Not everyone wants to write for a general audience, and not everyone can do it well. But clearly, there is a place in the academy for those who can. From a college's point of view, it is important to disseminate faculty research broadly. Many grantmaking agencies depend at least to a degree on public support for research, which means that telling the public about your professors' useful research makes it more likely that your institution will get grants. Public support increases legislators' enthusiasm for public institutions, too.

For the individual scholar, translating academic jargon into language comprehensible to those beyond your immediate field is a humbling experience. It makes you realize how far your work is from real life, and how difficult it is to convince people that what you do is interesting and worthwhile. Using accessible language also makes academe a more user-friendly place, allowing professors and students in other fields to understand what is going on in unfamiliar disciplines.

If we take an even broader perspective, we see that as scholars, we also owe an explanation -- one that just about anyone can understand -- to a wide audience. If the purpose of academic research is to contribute to human knowledge, presumably for the greater good, then that research should be accessible to everyone.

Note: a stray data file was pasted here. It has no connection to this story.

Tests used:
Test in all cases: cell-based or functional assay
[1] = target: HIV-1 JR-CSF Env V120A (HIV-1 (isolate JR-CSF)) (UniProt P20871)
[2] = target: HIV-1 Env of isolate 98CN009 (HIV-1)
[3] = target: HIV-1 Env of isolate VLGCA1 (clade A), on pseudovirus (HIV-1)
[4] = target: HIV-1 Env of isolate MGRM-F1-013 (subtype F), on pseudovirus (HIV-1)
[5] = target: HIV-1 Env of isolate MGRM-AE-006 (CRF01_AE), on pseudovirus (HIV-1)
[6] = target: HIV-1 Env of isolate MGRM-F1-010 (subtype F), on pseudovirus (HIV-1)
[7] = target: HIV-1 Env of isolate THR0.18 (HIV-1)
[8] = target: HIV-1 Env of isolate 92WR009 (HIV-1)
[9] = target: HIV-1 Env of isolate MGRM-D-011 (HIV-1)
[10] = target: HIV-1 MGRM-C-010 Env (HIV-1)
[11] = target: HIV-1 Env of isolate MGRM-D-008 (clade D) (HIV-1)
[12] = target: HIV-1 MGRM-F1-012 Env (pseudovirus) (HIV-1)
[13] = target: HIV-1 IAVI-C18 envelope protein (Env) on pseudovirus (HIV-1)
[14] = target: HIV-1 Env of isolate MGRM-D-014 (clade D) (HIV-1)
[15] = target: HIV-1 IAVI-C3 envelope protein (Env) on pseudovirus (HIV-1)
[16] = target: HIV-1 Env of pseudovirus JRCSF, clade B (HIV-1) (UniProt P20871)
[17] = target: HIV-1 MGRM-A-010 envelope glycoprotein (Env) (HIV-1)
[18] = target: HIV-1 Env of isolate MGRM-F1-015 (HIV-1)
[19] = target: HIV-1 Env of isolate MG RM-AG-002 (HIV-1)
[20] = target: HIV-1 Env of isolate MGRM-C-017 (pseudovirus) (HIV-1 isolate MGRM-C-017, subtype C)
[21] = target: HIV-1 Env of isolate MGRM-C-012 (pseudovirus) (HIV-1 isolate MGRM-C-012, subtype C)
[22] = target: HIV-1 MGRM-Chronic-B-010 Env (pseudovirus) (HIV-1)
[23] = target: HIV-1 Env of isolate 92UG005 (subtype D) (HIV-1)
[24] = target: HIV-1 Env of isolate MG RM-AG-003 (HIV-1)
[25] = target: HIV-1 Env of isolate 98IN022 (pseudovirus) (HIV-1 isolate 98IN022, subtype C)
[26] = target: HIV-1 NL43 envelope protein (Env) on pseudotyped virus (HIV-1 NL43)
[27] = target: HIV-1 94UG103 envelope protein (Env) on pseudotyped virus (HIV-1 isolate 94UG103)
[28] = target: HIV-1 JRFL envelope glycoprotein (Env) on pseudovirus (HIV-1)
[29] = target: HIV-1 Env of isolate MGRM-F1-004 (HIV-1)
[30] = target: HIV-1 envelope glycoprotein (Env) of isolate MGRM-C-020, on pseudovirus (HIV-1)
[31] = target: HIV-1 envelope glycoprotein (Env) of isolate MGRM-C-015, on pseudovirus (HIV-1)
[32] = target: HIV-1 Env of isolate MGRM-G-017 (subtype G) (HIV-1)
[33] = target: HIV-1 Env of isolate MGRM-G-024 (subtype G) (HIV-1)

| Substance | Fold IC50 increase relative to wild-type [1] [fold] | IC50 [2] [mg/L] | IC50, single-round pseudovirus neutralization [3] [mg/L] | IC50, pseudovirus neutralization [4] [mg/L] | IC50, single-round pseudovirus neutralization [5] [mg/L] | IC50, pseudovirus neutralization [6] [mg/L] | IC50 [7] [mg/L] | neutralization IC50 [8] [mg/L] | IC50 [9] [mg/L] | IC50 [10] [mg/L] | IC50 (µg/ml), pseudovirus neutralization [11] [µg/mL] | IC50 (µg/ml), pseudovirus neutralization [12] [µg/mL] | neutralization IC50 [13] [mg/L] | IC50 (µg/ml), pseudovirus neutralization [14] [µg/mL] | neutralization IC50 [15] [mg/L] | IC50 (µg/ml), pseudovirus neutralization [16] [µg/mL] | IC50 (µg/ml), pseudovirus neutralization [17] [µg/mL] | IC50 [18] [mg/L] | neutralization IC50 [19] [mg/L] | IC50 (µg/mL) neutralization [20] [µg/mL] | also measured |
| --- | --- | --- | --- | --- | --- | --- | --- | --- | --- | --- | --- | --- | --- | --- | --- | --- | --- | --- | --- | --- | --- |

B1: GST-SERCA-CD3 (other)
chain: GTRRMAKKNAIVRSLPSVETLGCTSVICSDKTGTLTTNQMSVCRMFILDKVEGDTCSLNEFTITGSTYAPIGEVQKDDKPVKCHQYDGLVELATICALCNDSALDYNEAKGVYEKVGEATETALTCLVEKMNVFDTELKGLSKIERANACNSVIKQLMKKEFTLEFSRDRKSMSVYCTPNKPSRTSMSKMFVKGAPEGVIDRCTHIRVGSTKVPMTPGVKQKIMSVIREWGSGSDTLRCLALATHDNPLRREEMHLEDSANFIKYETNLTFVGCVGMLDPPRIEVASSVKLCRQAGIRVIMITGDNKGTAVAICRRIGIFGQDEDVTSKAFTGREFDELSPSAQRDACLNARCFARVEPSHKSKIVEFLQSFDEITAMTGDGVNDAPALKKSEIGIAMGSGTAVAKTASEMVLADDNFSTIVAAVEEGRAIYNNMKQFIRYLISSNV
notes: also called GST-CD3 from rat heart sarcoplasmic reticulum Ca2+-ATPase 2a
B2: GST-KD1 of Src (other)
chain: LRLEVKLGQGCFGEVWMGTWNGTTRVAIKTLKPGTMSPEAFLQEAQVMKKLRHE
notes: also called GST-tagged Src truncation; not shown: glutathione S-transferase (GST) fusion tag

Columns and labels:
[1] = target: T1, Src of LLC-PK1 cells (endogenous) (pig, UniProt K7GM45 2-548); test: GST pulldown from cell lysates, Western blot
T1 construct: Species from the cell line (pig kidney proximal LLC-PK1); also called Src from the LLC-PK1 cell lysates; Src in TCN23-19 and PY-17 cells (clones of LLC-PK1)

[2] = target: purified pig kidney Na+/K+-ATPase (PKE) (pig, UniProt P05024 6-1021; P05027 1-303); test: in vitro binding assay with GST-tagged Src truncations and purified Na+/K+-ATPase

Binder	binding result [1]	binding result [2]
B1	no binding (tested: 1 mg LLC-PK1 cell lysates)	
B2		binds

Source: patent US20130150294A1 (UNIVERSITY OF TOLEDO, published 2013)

I happen to come from a discipline -- anthropology -- that has a long history of communicating to the public. Think of Margaret Mead, Jane Goodall, and Donald Johanson. Anthropological subjects have a natural appeal; it's a lot easier to capture an audience with descriptions of chimpanzee behavior or stories of our ancient ancestors than it is with, say, work in molecular biology. That makes it easy to sell stories about anthropology to magazines and newspapers.

More compelling, at least for me, is the fact that I am excited about most of the research I write about -- my own as well as that of other people. I find it's just plain fun to share what I have learned with others.